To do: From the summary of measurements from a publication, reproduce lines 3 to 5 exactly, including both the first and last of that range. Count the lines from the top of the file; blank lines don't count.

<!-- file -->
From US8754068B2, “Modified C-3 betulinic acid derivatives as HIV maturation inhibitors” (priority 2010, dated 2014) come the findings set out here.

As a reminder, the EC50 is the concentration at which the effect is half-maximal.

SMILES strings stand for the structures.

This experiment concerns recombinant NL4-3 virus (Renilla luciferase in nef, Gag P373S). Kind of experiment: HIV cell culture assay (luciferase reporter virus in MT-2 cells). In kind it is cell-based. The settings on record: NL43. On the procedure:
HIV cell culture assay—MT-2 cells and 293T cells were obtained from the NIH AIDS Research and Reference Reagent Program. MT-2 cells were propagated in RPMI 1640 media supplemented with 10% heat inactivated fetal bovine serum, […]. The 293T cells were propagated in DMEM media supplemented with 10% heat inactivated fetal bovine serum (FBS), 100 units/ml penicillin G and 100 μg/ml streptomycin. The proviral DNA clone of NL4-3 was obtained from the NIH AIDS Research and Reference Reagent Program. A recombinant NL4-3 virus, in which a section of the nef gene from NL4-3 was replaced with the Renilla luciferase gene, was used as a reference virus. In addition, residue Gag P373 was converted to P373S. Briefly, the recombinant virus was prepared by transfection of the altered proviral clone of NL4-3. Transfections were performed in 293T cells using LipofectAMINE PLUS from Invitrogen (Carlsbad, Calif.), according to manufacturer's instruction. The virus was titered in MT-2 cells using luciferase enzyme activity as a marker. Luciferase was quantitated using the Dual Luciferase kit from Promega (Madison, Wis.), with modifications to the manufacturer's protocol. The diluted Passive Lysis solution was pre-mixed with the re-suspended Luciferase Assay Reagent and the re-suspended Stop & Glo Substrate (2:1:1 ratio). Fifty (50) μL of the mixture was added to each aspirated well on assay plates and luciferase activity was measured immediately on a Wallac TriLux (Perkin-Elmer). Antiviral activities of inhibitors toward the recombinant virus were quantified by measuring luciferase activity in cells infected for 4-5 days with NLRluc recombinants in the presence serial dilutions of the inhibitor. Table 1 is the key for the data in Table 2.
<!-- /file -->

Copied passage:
SMILES strings stand for the structures.

This experiment concerns recombinant NL4-3 virus (Renilla luciferase in nef, Gag P373S). Kind of experiment: HIV cell culture assay (luciferase reporter virus in MT-2 cells). In kind it is cell-based. The settings on record: NL43. On the procedure:
HIV cell culture assay—MT-2 cells and 293T cells were obtained from the NIH AIDS Research and Reference Reagent Program. MT-2 cells were propagated in RPMI 1640 media supplemented with 10% heat inactivated fetal bovine serum, […]. The 293T cells were propagated in DMEM media supplemented with 10% heat inactivated fetal bovine serum (FBS), 100 units/ml penicillin G and 100 μg/ml streptomycin. The proviral DNA clone of NL4-3 was obtained from the NIH AIDS Research and Reference Reagent Program. A recombinant NL4-3 virus, in which a section of the nef gene from NL4-3 was replaced with the Renilla luciferase gene, was used as a reference virus. In addition, residue Gag P373 was converted to P373S. Briefly, the recombinant virus was prepared by transfection of the altered proviral clone of NL4-3. Transfections were performed in 293T cells using LipofectAMINE PLUS from Invitrogen (Carlsbad, Calif.), according to manufacturer's instruction. The virus was titered in MT-2 cells using luciferase enzyme activity as a marker. Luciferase was quantitated using the Dual Luciferase kit from Promega (Madison, Wis.), with modifications to the manufacturer's protocol. The diluted Passive Lysis solution was pre-mixed with the re-suspended Luciferase Assay Reagent and the re-suspended Stop & Glo Substrate (2:1:1 ratio). Fifty (50) μL of the mixture was added to each aspirated well on assay plates and luciferase activity was measured immediately on a Wallac TriLux (Perkin-Elmer). Antiviral activities of inhibitors toward the recombinant virus were quantified by measuring luciferase activity in cells infected for 4-5 days with NLRluc recombinants in the presence serial dilutions of the inhibitor. Table 1 is the key for the data in Table 2.